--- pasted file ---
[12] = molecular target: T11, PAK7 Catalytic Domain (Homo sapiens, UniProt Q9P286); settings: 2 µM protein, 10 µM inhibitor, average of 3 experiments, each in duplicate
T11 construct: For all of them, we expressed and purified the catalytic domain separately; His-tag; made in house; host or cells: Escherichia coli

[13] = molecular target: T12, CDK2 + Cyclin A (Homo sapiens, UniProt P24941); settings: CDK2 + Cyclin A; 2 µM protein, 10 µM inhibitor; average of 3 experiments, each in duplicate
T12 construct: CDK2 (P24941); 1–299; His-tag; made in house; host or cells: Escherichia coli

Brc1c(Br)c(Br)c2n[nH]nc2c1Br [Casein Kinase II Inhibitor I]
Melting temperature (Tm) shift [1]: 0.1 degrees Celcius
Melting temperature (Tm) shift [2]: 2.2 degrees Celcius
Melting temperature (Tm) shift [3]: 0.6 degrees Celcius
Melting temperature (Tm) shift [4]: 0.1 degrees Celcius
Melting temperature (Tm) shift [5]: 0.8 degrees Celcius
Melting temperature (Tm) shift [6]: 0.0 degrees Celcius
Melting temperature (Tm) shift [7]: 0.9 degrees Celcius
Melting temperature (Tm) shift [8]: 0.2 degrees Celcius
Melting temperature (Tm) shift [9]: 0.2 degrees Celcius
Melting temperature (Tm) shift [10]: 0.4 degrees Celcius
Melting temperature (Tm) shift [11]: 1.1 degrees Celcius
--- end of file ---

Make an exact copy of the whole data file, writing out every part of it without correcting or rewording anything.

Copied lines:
[12] = molecular target: T11, PAK7 Catalytic Domain (Homo sapiens, UniProt Q9P286); settings: 2 µM protein, 10 µM inhibitor, average of 3 experiments, each in duplicate
T11 construct: For all of them, we expressed and purified the catalytic domain separately; His-tag; made in house; host or cells: Escherichia coli

[13] = molecular target: T12, CDK2 + Cyclin A (Homo sapiens, UniProt P24941); settings: CDK2 + Cyclin A; 2 µM protein, 10 µM inhibitor; average of 3 experiments, each in duplicate
T12 construct: CDK2 (P24941); 1–299; His-tag; made in house; host or cells: Escherichia coli

Brc1c(Br)c(Br)c2n[nH]nc2c1Br [Casein Kinase II Inhibitor I]
Melting temperature (Tm) shift [1]: 0.1 degrees Celcius
Melting temperature (Tm) shift [2]: 2.2 degrees Celcius
Melting temperature (Tm) shift [3]: 0.6 degrees Celcius
Melting temperature (Tm) shift [4]: 0.1 degrees Celcius
Melting temperature (Tm) shift [5]: 0.8 degrees Celcius
Melting temperature (Tm) shift [6]: 0.0 degrees Celcius
Melting temperature (Tm) shift [7]: 0.9 degrees Celcius
Melting temperature (Tm) shift [8]: 0.2 degrees Celcius
Melting temperature (Tm) shift [9]: 0.2 degrees Celcius
Melting temperature (Tm) shift [10]: 0.4 degrees Celcius
Melting temperature (Tm) shift [11]: 1.1 degrees Celcius